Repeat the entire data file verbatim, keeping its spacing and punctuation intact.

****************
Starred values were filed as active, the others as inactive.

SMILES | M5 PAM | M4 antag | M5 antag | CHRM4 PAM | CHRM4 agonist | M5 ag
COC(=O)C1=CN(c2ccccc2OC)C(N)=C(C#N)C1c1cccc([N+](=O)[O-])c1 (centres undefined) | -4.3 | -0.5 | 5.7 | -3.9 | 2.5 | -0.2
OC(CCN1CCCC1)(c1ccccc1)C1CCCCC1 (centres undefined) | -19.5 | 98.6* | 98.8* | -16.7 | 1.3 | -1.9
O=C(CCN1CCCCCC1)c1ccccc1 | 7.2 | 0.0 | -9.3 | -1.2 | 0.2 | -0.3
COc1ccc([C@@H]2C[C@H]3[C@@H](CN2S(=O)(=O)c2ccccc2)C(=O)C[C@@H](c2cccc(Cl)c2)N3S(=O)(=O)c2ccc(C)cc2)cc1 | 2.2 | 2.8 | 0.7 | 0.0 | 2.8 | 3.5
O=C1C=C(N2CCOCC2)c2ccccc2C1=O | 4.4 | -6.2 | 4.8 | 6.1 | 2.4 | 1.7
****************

Starred values were filed as active, the others as inactive.

SMILES | M5 PAM | M4 antag | M5 antag | CHRM4 PAM | CHRM4 agonist | M5 ag
COC(=O)C1=CN(c2ccccc2OC)C(N)=C(C#N)C1c1cccc([N+](=O)[O-])c1 (centres undefined) | -4.3 | -0.5 | 5.7 | -3.9 | 2.5 | -0.2
OC(CCN1CCCC1)(c1ccccc1)C1CCCCC1 (centres undefined) | -19.5 | 98.6* | 98.8* | -16.7 | 1.3 | -1.9
O=C(CCN1CCCCCC1)c1ccccc1 | 7.2 | 0.0 | -9.3 | -1.2 | 0.2 | -0.3
COc1ccc([C@@H]2C[C@H]3[C@@H](CN2S(=O)(=O)c2ccccc2)C(=O)C[C@@H](c2cccc(Cl)c2)N3S(=O)(=O)c2ccc(C)cc2)cc1 | 2.2 | 2.8 | 0.7 | 0.0 | 2.8 | 3.5
O=C1C=C(N2CCOCC2)c2ccccc2C1=O | 4.4 | -6.2 | 4.8 | 6.1 | 2.4 | 1.7